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Many newspapers and other traditional media entities still think of themselves as delivering their content in a specific package, although most are trying hard to build an online readership as well, or experiment with iPad and Facebook apps (not to mention paywalls). But few are thinking about their businesses in radically different ways — as content-generating engines with multiple delivery methods, or as platforms for data, around which other things can be built. USA Today (s gci) appears to be moving in this direction, by opening up its data for others to use and even commercialize, following in the footsteps of The Guardian and its ground-breaking “open platform.”
USA Today has had an API (an “application programming interface,” which allows outside developers and services to access its content) for some time now, as many other newspapers such as the New York Times (s nyt) do. But like most of those other media outlets, the terms of the USA Today content API said it could only be used for personal or non-commercial uses, which meant the range of applications that could make use of the paper’s content was extremely limited. Now, the Nieman Journalism Lab notes that the newspaper has changed the terms of its API, and will allow commercial licensing of its data, with no rate limits or data caps for these “premium” licenses.
Opening up a relationship with outside developers
The paper’s APIs include one for all of its news articles, one for reviews of books, movies and other entertainment, and one for its census data — which is made up of public data, but has been collected by USA Today and made available in a more usable format than the original government version (although most of its APIs require non-commercial use, the New York Times allows commercial use of its government-info API, which is also made up of public data). Stephen Kurtz, VP of digital development at USA Today, told the Nieman Lab that most of the developers interested in using the paper’s APIs for commercial use are “mom-and-pop” shops, or a couple of guys in a garage, mashing up the content they get with other sources — such as combining USA Today movie reviews with data from Netflix (s nflx). Said Kurtz:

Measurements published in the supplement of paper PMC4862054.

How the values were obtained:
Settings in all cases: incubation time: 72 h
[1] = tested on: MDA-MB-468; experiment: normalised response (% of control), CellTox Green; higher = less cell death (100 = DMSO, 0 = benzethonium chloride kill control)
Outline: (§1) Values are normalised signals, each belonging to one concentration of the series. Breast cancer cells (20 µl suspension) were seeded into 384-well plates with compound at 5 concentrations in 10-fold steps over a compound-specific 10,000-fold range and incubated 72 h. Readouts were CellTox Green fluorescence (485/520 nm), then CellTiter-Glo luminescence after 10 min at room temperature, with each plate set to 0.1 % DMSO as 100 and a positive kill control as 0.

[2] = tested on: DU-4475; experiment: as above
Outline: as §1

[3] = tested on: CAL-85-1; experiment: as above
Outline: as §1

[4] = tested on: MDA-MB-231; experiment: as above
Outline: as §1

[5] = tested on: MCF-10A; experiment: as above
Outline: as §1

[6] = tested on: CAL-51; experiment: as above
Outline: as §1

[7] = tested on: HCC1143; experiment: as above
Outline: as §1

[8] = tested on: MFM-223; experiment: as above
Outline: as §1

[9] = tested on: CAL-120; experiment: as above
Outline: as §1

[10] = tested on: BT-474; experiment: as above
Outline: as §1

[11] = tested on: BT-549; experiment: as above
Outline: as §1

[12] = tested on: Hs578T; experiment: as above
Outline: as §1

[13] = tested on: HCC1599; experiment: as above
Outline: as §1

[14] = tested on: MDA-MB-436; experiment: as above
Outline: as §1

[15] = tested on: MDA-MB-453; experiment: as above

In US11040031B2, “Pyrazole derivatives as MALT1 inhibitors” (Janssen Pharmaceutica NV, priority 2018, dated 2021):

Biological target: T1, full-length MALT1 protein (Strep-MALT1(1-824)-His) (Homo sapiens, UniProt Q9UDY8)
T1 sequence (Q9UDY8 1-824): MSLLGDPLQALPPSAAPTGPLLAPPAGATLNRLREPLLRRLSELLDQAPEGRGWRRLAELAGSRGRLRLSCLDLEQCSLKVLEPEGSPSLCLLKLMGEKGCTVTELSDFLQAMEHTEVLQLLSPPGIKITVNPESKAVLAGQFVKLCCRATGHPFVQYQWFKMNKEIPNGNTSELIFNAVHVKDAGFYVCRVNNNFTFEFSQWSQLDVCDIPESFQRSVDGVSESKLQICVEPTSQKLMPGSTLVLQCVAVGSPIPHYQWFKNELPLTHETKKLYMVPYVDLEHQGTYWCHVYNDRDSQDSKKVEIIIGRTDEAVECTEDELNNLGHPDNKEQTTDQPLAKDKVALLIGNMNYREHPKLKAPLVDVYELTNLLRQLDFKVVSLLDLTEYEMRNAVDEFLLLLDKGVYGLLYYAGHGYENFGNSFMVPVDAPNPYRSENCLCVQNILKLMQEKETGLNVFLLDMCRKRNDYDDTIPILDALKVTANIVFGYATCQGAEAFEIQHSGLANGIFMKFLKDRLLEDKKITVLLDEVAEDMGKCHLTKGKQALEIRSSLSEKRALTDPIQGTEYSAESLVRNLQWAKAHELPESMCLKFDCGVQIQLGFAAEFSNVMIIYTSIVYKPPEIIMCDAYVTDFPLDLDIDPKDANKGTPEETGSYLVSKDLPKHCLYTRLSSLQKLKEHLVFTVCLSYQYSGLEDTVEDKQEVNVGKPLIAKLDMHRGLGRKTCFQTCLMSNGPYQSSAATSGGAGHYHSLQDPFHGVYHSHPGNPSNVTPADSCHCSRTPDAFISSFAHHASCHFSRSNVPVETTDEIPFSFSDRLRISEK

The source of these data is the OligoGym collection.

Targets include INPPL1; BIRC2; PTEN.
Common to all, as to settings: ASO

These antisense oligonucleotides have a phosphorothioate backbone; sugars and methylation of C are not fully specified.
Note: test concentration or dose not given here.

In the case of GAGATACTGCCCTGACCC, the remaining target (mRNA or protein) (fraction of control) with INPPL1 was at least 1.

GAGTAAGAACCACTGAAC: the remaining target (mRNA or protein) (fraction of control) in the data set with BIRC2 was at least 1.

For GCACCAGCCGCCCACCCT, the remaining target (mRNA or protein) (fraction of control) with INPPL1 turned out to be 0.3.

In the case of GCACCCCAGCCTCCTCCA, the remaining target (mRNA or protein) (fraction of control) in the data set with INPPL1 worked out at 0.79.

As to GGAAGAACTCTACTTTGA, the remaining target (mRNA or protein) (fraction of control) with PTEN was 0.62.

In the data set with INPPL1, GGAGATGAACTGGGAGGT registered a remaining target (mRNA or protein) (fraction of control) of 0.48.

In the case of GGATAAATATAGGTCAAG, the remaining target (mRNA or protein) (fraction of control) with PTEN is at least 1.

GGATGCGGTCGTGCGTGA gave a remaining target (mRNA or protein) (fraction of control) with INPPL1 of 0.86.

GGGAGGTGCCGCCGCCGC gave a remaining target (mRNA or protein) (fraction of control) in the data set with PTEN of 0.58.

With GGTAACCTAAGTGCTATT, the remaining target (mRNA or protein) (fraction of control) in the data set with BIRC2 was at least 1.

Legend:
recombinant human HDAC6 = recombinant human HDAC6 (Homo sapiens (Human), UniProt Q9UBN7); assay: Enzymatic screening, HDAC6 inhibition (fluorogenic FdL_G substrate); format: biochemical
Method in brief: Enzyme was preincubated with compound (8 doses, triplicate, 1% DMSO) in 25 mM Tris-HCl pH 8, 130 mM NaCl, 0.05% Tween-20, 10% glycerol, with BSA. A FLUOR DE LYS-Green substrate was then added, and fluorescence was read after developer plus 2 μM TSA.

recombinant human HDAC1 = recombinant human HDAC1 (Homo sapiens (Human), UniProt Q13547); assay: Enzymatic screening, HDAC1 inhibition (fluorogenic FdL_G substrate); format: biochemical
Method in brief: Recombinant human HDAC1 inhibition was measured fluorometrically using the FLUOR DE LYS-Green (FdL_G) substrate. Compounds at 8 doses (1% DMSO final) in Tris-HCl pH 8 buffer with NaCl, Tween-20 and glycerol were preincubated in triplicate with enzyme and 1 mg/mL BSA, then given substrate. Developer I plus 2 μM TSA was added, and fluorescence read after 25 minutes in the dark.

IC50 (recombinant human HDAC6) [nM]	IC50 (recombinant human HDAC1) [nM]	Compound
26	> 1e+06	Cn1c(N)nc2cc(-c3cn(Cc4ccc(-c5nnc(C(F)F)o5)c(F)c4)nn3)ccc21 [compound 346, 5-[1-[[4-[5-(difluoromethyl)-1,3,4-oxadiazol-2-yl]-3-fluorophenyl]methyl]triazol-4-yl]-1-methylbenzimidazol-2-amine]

We encourage that, and they give us good feedback of what they’d like to see and how they would like the API to grow. So for us, it’s very symbiotic.
This is a smart way to think of what an open API accomplishes. It’s not so much that it’s going to generate huge sums of money for a newspaper that offers it, but it allows for experimentation outside the traditional confines of the publication itself — and that can generate valuable ideas and feedback. For The Guardian, which launched its “open platform” approach last year, the opening up of its API was very much an extension of editor-in-chief Alan Rusbridger’s belief in what he calls a “mutualized newspaper,” one in which readers and those outside the publication help on both the journalistic side and the development side.
Those outside the paper have good ideas too
As Chris Thorpe, then the Guardian‘s developer advocate, described in an interview with me last year when the open platform launched, the paper’s API allows for access on several levels. One is the original free level, which allows anyone to use the data for personal or non-commercial purposes; the second is a commercial license, which allows developers to make use of the API provided they agree to accept advertising within the content; and the third is a “bespoke” arrangement, in which developers can request specific data and work with the paper to build a service or app — and then share in the revenue generated from it.
The British paper has been inviting outside developers to make use of its APIs through a series of “hack days,” and they have come up with some interesting ideas. For example, Thorpe has a prototype of a site he calls the “Later Today” Guardian: the site takes the newslists that the newspaper recently made public, which detail which stories it is working on for a particular day, and then maps them against the stories that the paper actually produces. Not only that, but it also notes which ones are in the process of being updated, so readers with useful information can contact the author via Twitter or email.
It’s great that newspapers like the New York Times have “labs” like Beta620, where their staff can experiment with different formats and services based around their content. But one of the driving forces behind the Guardian open platform was the idea that the paper itself couldn’t possibly think of or develop every interesting or worthwhile project involving its content — so why not “crowdsource” that effort via the API? That’s a worthwhile attitude that more traditional media outlets could benefit from. Embedded below is the video interview I did with Thorpe when the open platform launched.